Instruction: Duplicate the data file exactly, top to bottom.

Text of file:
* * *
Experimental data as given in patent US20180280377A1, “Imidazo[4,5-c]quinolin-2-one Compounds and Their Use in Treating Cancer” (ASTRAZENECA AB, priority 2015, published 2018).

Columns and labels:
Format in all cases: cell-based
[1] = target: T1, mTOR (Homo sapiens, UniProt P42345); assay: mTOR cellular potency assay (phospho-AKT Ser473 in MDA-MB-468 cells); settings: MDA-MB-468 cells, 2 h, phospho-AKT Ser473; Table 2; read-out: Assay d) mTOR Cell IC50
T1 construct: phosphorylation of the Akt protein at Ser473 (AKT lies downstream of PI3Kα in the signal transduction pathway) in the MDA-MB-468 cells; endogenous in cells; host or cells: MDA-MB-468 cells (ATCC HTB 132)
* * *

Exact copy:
Experimental data as given in patent US20180280377A1, “Imidazo[4,5-c]quinolin-2-one Compounds and Their Use in Treating Cancer” (ASTRAZENECA AB, priority 2015, published 2018).

Columns and labels:
Format in all cases: cell-based
[1] = target: T1, mTOR (Homo sapiens, UniProt P42345); assay: mTOR cellular potency assay (phospho-AKT Ser473 in MDA-MB-468 cells); settings: MDA-MB-468 cells, 2 h, phospho-AKT Ser473; Table 2; read-out: Assay d) mTOR Cell IC50
T1 construct: phosphorylation of the Akt protein at Ser473 (AKT lies downstream of PI3Kα in the signal transduction pathway) in the MDA-MB-468 cells; endogenous in cells; host or cells: MDA-MB-468 cells (ATCC HTB 132)